What's more, the standards it guarantees have been watered down over the last few months to make them palatable to more charities, and the end result doesn't strike us as especially high. The 193 pages of detail are unhelpfully tucked away on the Institute of Fundraising website, and in language written for lawyers. And the sanctions they threaten are piffling; if a charity believed it could make an extra £20,000 out of a fundraising scheme that breaks a rule or two, it would probably risk the ultimate sanction of losing its membership.
Add to this the fact that adjudications over complaints are currently made by a board of charity and marketing types rather than people like you and me and it's clear that the Promise falls somewhat short of its, er, promise.

The most positive aspect of the Promise is that it shows that some charities do have professional fundraising standards - which most of the public don't know - and that it's deemed important enough to spend serious cash advertising the fact.
It's just a shame that the not-inconsiderable job of policing the Promise (meaning digesting and applying those codes of fundraising practise) now falls to us, the public. No-one else is going to do it for us. So if we don't complain, it won't mean a thing.

Wednesday, 7 February 2007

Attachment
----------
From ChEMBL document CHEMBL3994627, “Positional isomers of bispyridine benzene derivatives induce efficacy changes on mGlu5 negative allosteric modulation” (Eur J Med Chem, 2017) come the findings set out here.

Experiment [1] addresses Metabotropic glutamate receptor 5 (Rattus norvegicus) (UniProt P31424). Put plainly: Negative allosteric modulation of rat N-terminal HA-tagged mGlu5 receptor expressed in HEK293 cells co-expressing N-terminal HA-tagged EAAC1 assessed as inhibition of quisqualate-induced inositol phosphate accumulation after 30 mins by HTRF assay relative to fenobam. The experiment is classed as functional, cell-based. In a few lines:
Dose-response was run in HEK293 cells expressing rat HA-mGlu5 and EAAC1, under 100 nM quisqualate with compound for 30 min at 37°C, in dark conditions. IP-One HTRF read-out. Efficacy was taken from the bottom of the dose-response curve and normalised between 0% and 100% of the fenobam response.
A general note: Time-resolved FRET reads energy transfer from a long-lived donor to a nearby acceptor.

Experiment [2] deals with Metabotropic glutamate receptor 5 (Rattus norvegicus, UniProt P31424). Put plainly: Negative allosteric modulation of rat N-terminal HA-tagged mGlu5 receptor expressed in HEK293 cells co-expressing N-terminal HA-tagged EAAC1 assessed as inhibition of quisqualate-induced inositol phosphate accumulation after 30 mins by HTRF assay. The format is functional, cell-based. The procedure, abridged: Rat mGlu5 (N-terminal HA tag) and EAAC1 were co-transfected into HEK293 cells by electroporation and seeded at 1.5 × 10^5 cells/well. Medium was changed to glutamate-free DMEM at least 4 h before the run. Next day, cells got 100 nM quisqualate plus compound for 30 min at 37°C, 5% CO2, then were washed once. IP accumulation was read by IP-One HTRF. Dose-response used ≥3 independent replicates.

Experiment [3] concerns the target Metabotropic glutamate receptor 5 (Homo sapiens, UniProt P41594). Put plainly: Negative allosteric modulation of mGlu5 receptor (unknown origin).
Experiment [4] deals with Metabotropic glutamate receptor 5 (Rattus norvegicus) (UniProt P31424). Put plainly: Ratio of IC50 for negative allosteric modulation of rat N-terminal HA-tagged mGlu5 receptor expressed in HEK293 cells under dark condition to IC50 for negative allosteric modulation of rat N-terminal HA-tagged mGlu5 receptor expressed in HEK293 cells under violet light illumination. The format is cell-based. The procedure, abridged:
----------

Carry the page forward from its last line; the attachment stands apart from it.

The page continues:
"Oxfam didn't want my money"

OXFAM HAS BEEN TURNING down donations, according to an article in yesterday's Independent. In an indignant but naive opinion piece, a potential donor complains that his money wasn't deemed good enough.

What's going on? Unsurprisingly, it turns out that Oxfam is behaving entirely reasonably and the author has his knickers in a twist.

The donation offered would have included some money from big supermarkets. Oxfam is currently waging a campaign against Tesco. This was why the money was declined. In order to avoid accusations of hypocrisy, Oxfam had to say thanks, but no thanks.

Its boss, Barbara Stocking, explains, "It's never easy to turn money down, but when we do so it is because we believe we can do more good without it." I think that's a brave line to take, but one which most supporters will understand.

Moral of the story for donors with similarly grand plans? Do your research first.

Friday, 2 February 2007

The selfishness of chuggers

A CHARITY MUGGER WAS JUSTIFYING his line of work in Friday's Guardian. It raised my hackles.

The author argued that chuggers (aka 'face-to-face fundraisers') are a force for good. And insofar as they raise money for particular charities, they are.

But chuggers make people cross. Haranguing passers-by in the street or interrupting them at home is rude and inconsiderate. It just is, however worthy the motive.

This clearly doesn't bother the charities that employ them, and I'm told the monetary returns are good. But chuggers undeniably run the risk of alienating the public from the entire charitable sector.

Through chuggers, charities become associated with anti-social behaviour. That creates bad feeling and cynicism. And if anyone had the energy to research it, it wouldn't surprise me at all to find that (in a weird, Freakonomics kind of way), chuggers do the sector more harm than good. For every donation they receieve, many more people might be put off giving for good.